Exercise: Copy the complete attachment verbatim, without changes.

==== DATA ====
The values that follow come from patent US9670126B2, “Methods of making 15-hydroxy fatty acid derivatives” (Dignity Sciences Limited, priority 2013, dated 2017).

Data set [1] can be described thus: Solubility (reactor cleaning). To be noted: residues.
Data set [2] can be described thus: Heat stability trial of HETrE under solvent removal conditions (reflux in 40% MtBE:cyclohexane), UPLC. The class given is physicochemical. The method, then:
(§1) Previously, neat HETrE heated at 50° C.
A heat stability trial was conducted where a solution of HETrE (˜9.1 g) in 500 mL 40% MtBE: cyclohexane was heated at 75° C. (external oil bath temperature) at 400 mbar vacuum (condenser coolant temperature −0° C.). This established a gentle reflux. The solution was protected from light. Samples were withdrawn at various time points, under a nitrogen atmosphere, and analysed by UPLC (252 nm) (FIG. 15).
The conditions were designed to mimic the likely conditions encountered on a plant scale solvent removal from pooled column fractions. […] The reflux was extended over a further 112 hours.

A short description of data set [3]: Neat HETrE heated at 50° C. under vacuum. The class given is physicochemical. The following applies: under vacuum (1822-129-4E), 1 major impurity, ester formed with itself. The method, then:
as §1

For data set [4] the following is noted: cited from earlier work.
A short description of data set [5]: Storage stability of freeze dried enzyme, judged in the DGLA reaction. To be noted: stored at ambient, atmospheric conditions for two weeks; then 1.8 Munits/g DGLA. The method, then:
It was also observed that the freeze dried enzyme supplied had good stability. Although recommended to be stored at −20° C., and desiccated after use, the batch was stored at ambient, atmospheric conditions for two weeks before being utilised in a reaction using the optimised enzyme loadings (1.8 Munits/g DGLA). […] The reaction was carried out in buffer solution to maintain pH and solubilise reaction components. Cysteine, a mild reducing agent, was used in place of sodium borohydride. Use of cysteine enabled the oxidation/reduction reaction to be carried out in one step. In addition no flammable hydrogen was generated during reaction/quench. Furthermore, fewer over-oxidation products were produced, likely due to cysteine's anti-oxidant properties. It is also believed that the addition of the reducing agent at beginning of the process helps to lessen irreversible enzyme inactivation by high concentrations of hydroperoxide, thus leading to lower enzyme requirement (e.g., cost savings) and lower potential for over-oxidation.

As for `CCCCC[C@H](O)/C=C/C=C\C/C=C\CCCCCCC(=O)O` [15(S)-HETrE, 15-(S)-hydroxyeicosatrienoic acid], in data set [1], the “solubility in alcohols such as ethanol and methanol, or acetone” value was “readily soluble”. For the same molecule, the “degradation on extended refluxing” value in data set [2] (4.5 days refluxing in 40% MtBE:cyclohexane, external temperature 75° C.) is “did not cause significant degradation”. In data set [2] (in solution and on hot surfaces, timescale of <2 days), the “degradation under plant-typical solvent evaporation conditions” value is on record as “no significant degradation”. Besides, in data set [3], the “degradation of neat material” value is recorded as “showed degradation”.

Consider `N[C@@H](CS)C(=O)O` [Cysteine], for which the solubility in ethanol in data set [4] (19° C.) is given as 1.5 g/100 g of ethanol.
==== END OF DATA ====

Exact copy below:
The values that follow come from patent US9670126B2, “Methods of making 15-hydroxy fatty acid derivatives” (Dignity Sciences Limited, priority 2013, dated 2017).

Data set [1] can be described thus: Solubility (reactor cleaning). To be noted: residues.
Data set [2] can be described thus: Heat stability trial of HETrE under solvent removal conditions (reflux in 40% MtBE:cyclohexane), UPLC. The class given is physicochemical. The method, then:
(§1) Previously, neat HETrE heated at 50° C.
A heat stability trial was conducted where a solution of HETrE (˜9.1 g) in 500 mL 40% MtBE: cyclohexane was heated at 75° C. (external oil bath temperature) at 400 mbar vacuum (condenser coolant temperature −0° C.). This established a gentle reflux. The solution was protected from light. Samples were withdrawn at various time points, under a nitrogen atmosphere, and analysed by UPLC (252 nm) (FIG. 15).
The conditions were designed to mimic the likely conditions encountered on a plant scale solvent removal from pooled column fractions. […] The reflux was extended over a further 112 hours.

A short description of data set [3]: Neat HETrE heated at 50° C. under vacuum. The class given is physicochemical. The following applies: under vacuum (1822-129-4E), 1 major impurity, ester formed with itself. The method, then:
as §1

For data set [4] the following is noted: cited from earlier work.
A short description of data set [5]: Storage stability of freeze dried enzyme, judged in the DGLA reaction. To be noted: stored at ambient, atmospheric conditions for two weeks; then 1.8 Munits/g DGLA. The method, then:
It was also observed that the freeze dried enzyme supplied had good stability. Although recommended to be stored at −20° C., and desiccated after use, the batch was stored at ambient, atmospheric conditions for two weeks before being utilised in a reaction using the optimised enzyme loadings (1.8 Munits/g DGLA). […] The reaction was carried out in buffer solution to maintain pH and solubilise reaction components. Cysteine, a mild reducing agent, was used in place of sodium borohydride. Use of cysteine enabled the oxidation/reduction reaction to be carried out in one step. In addition no flammable hydrogen was generated during reaction/quench. Furthermore, fewer over-oxidation products were produced, likely due to cysteine's anti-oxidant properties. It is also believed that the addition of the reducing agent at beginning of the process helps to lessen irreversible enzyme inactivation by high concentrations of hydroperoxide, thus leading to lower enzyme requirement (e.g., cost savings) and lower potential for over-oxidation.

As for `CCCCC[C@H](O)/C=C/C=C\C/C=C\CCCCCCC(=O)O` [15(S)-HETrE, 15-(S)-hydroxyeicosatrienoic acid], in data set [1], the “solubility in alcohols such as ethanol and methanol, or acetone” value was “readily soluble”. For the same molecule, the “degradation on extended refluxing” value in data set [2] (4.5 days refluxing in 40% MtBE:cyclohexane, external temperature 75° C.) is “did not cause significant degradation”. In data set [2] (in solution and on hot surfaces, timescale of <2 days), the “degradation under plant-typical solvent evaporation conditions” value is on record as “no significant degradation”. Besides, in data set [3], the “degradation of neat material” value is recorded as “showed degradation”.

Consider `N[C@@H](CS)C(=O)O` [Cysteine], for which the solubility in ethanol in data set [4] (19° C.) is given as 1.5 g/100 g of ethanol.